Golden Gate Bridge closer to a real median

Frank Schweiger can still list off the injuries as if they occurred yesterday — broken femur, ruptured Achilles tendon, two broken feet and a broken left forearm — all the result of a head-on collision, suffered 24 years ago when he was crossing the Golden Gate Bridge.

“I was in O.R. for 13 straight hours,” said Schweiger, 70, who now lives in Novato. “My truck hit another truck head-on. The other guy’s truck was bigger. That pretty much was the situation.”

In some ways, Schweiger could be considered lucky. Since 1971, 36 drivers have lost their lives crossing the Bay Area’s iconic bridge.

To prevent such crossover traffic accidents, Golden Gate Bridge officials have been working on a plan for a median barrier that could be moved to accommodate traffic flow for more than two decades.

Currently, opposing traffic flow on the bridge is divided by a series of 19-inch tall rubber tubes, spaced 25 feet apart, according to the bridge’s Web site. Because traffic flow from north and southbound vehicles varies greatly during the workweek, the tubes are moved to different lanes on the bridge as frequently as four times a day, bridge spokeswoman Mary Currie said.

A new concrete barrier will also be moved frequently — towed into lane configurations by heavy-duty vehicles called zipper trucks. Because the new barrier is just a foot wide, it will not encroach upon vehicles traveling in the middle four lanes, which are only 10 feet in width — 2 feet thinner than most highway lanes, Currie said.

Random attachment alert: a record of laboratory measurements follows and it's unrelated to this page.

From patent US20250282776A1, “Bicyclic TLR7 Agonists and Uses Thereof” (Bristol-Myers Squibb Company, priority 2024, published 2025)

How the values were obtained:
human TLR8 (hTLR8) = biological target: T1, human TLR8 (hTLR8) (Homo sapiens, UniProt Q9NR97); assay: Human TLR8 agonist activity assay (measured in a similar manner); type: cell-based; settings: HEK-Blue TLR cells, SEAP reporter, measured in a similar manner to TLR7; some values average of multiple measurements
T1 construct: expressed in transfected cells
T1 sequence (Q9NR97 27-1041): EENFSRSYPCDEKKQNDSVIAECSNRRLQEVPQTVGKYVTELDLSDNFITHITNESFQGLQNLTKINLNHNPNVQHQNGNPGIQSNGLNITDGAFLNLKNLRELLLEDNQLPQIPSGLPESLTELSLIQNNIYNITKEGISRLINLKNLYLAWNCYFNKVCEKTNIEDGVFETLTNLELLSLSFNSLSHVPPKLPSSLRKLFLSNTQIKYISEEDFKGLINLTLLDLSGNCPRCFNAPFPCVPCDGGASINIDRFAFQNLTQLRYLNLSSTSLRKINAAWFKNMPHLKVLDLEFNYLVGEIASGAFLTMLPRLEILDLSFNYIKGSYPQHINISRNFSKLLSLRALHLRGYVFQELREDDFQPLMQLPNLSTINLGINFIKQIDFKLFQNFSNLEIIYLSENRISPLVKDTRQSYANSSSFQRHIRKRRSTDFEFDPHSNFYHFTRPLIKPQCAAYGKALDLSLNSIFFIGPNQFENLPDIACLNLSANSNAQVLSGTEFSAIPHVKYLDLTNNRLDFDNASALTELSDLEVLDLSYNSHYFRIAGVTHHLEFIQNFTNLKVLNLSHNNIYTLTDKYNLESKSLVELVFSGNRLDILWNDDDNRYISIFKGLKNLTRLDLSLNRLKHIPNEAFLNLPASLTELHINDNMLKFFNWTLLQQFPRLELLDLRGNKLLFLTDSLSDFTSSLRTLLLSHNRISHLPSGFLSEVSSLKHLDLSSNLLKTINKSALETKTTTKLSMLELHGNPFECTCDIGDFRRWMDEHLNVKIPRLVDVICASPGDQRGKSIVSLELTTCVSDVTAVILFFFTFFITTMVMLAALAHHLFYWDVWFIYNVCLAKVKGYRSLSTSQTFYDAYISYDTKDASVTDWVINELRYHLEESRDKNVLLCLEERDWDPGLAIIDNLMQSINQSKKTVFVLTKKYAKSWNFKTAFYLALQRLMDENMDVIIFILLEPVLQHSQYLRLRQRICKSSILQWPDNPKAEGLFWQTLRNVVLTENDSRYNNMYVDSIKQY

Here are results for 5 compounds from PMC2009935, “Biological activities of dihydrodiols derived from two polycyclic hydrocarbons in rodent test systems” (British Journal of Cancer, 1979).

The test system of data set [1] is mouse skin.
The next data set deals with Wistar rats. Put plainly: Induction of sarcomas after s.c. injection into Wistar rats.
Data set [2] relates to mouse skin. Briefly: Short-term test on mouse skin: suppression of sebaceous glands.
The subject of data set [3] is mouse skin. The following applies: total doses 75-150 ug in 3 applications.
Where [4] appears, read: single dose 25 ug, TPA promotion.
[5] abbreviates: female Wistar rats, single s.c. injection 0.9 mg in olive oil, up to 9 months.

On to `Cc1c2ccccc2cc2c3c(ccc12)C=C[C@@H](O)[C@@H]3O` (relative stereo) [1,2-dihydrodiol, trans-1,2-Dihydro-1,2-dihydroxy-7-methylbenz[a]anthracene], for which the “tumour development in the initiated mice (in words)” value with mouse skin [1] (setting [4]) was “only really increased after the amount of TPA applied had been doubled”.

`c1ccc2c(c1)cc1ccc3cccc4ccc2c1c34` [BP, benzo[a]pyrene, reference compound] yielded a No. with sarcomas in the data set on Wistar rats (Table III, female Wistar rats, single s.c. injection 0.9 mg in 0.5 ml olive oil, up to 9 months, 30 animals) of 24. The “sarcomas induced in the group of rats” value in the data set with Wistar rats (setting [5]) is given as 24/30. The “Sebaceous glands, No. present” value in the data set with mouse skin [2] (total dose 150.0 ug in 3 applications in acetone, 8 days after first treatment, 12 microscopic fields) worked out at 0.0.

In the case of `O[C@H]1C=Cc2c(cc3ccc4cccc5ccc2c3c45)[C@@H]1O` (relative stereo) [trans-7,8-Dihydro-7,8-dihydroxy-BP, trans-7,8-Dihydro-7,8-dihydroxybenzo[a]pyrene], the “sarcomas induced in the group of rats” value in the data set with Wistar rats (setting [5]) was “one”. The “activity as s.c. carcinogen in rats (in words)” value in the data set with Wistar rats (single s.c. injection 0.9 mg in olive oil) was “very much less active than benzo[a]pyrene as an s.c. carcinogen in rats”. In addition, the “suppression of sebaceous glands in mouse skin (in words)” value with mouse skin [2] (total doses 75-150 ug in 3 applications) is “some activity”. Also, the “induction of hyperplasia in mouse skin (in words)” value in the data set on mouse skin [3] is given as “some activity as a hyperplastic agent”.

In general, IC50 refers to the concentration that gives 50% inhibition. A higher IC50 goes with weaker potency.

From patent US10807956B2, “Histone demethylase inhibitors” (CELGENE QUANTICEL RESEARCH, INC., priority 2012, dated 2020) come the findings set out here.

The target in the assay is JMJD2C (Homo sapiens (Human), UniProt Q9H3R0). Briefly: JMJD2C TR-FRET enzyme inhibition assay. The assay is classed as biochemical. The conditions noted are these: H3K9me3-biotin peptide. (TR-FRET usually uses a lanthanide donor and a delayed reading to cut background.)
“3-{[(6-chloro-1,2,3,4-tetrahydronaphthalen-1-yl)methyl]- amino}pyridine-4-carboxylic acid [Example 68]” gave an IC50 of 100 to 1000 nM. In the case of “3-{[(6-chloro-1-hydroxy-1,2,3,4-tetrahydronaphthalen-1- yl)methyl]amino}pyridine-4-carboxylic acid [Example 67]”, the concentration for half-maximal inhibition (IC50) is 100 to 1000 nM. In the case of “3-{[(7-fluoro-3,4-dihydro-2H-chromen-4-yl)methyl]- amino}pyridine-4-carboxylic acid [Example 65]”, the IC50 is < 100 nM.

“This is the ultimate safety enhancement,” Currie said. “With the completion of this project we’ll have an actual divided lane [that] we’ve been pining for since the 1980s.”

The project will cost $25 million and take three years to complete. Environmental and engineering analyses are scheduled to begin, with the targeted completion date for the concrete-filled barrier set for 2010, Currie said.

This week, Golden Gate Bridge District officials approved paperwork in order to receive $20 million in regional and state funds administered by the Metropolitan Transportation Commission. The final $5 million for the project would come from bridge toll revenues, MTC spokesperson John Goodwin said.

For many, the barrier is long overdue.

“There have been plans to put a barrier on the bridge for seven decades,” said San Anselmo resident Robert Guernsey, who helped organize the advisory group Citizens for a Safe Golden Gate Bridge. “I’m still a little skeptical now, but if a barrier does go in place, it will be a tremendous safety asset.”

wreisman@examiner.com

Bridge accidents

36: Vehicle-collision deaths on Golden Gate Bridge since 1971

1.4 billion: Total vehicles crossing the bridge during that time span

0.64: Number of accidents per million vehicle miles traveled

Source: Golden Gate Bridge, Highway and Transportation District

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